jetpack2It’s worth mentioning how insanely addicting the game is. I downloaded the game about a week after Christmas. I had seven brand spanking new games to devour from that holiday, and instantly put them all on the back burner so I could spend hours at a time on Jetpack Joyride. I’m talking about personal favorites like UFC Undisputed 3, Batman: Arkham City, and X-Com Enemy Unknown. That’s some lofty company. I’m in no way saying that Jetpack Joyride is better than those games, or that it necessarily deserved my time over them, but I just couldn’t help myself. Playing through one round can take at most a few minutes, so it becomes very easy to justify just one more go around, especially if you’re really close to completing a tough mission. According to the stats, I’ve played hundreds of games in a matter of days. There was honestly one day where I did nothing but play the game and occasionally take a break to read a book I was hooked on.

Jetpack Joyride also holds some serious appeal. At times, there have been three or more people in my house playing the game on various devices at once. There was my brother on his iPod, my sister on her phone, and me on my PS3. We took turns boasting of our progress and comparing records. I think the only other game the three of us have agreed on was Call of Duty.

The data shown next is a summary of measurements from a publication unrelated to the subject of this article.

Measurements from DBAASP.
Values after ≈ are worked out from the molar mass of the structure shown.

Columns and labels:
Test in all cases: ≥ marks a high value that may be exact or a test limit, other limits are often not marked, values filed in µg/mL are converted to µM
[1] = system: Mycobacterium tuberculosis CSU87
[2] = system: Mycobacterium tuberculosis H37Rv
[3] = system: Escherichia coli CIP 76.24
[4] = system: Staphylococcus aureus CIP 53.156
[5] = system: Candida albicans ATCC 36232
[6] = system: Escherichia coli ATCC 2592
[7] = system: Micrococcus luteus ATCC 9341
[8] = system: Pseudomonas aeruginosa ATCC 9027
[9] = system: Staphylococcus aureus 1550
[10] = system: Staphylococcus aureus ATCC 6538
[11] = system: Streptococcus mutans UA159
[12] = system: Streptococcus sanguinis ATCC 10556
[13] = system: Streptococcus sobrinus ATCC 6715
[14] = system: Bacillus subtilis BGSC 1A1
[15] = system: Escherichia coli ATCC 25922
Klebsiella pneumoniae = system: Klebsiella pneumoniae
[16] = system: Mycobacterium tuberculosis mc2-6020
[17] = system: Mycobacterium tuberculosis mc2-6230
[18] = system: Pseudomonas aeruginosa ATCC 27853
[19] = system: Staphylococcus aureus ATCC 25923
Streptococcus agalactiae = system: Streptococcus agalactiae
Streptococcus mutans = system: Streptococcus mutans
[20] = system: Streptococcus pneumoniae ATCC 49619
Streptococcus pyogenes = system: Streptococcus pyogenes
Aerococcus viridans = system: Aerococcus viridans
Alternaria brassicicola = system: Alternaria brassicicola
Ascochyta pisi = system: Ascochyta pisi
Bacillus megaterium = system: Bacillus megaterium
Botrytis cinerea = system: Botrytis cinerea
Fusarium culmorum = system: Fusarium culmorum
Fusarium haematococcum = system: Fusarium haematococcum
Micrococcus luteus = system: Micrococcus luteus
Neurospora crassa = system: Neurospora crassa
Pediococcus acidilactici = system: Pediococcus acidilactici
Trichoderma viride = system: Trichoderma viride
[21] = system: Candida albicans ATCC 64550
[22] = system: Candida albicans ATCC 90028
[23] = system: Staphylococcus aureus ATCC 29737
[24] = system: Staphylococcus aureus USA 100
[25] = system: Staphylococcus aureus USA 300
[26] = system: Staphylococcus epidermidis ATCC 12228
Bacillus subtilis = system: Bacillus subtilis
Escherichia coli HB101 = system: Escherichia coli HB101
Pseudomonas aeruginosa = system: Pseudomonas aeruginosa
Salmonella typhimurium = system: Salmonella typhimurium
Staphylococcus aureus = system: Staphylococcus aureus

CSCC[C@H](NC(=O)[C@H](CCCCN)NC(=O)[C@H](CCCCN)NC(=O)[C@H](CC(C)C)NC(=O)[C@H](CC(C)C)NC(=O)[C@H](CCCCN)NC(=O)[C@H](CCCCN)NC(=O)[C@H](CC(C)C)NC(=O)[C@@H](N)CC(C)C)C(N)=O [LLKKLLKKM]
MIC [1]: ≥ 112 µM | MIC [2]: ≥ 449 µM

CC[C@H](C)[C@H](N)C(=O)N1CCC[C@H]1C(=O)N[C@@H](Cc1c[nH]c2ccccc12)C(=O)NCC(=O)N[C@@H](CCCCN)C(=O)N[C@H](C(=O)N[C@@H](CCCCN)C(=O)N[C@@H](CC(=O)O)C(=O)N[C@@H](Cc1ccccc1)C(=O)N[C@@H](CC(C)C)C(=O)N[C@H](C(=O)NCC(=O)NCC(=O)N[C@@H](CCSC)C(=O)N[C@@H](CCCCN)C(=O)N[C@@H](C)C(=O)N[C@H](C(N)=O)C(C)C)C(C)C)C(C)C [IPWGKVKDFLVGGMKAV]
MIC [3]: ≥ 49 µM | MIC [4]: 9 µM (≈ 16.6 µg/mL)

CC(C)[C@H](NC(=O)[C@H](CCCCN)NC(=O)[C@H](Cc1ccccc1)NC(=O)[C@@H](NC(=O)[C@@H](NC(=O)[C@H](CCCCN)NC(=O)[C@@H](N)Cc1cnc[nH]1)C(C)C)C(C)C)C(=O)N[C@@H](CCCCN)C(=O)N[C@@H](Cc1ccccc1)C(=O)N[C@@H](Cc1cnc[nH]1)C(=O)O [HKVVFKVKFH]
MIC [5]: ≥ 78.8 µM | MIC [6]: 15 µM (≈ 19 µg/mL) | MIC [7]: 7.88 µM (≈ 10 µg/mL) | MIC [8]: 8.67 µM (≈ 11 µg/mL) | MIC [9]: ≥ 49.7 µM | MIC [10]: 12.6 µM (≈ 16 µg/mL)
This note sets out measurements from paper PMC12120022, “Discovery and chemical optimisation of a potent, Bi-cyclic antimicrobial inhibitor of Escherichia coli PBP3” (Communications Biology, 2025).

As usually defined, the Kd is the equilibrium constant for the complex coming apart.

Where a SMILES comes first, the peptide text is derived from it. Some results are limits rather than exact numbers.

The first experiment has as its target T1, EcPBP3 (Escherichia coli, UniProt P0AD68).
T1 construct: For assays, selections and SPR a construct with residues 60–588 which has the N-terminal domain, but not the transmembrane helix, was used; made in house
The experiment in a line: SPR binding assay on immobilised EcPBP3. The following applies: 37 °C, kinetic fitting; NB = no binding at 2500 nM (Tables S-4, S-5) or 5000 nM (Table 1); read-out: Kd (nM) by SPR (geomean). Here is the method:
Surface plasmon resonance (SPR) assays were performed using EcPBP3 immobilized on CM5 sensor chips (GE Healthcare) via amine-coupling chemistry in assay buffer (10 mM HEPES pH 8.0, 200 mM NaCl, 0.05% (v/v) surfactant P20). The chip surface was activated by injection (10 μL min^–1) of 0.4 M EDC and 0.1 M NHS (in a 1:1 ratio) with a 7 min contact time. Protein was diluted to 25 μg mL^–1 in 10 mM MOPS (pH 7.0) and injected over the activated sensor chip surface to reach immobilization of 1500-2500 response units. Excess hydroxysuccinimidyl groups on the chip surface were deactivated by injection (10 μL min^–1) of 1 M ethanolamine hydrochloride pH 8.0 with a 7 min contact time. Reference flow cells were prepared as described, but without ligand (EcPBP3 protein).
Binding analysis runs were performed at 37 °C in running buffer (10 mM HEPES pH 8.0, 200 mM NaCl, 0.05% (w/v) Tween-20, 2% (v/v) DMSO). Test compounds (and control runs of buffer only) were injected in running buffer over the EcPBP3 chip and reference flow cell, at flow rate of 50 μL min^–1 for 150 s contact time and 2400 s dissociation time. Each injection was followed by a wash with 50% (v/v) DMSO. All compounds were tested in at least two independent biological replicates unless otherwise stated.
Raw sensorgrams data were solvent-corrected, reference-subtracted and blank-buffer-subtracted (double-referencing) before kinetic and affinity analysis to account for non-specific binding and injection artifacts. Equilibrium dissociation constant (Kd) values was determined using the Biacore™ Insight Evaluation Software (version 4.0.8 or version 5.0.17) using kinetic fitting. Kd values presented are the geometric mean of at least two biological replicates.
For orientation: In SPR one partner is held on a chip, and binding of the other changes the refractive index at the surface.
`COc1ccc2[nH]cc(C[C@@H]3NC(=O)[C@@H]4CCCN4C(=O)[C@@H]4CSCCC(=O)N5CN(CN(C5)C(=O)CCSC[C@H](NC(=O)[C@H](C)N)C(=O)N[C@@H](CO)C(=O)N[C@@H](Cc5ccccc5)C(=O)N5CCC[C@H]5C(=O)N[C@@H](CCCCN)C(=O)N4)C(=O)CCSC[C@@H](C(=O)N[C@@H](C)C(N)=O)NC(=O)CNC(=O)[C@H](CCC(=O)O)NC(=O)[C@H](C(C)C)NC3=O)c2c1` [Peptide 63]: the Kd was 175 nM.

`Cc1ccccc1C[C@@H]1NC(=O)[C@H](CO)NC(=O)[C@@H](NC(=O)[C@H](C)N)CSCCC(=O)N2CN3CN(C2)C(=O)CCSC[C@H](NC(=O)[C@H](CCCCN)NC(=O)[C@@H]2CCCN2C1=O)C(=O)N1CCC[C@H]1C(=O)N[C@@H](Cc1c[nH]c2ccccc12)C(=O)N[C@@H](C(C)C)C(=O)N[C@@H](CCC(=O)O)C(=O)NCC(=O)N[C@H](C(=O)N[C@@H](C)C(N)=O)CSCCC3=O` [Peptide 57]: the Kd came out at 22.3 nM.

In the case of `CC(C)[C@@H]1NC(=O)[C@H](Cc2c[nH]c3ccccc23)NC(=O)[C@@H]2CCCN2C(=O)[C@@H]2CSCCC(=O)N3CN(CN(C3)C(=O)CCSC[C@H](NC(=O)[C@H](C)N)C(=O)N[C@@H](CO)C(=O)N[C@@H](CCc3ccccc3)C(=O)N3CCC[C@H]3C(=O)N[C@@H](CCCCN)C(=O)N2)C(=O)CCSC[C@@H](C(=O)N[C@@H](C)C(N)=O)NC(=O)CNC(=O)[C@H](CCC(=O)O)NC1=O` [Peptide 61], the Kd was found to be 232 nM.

So where’s the catch? Why is this awesome game available for free? Well, the publishers seem to be hoping that people will love the game so much that they’re willing to spend real money on in-game coins to purchase in game items. That’s not to say that the in-game stuff is unreasonably priced so as to encourage real purchases. Rather, I felt what was offered was pretty fair. This is one free game that doesn’t really have a drawback.

The bottom line is that is a FREE game with plenty to offer. I can’t think of any decent excuse for someone not to download it and start playing immediately after reading this review.

Short Attention Span Summary

Jetpack Joyride is just as good on the PS3 as it is on the mobile devices (I have indeed played both). It’s a simple game with surprising depth and responsive controls. It has a surprising amount of replayability, and there are a number of goals to reach for as well as trophies to earn. Best of all, the game is totally free. There is simply no good reason to not head onto PSN and pick the game up.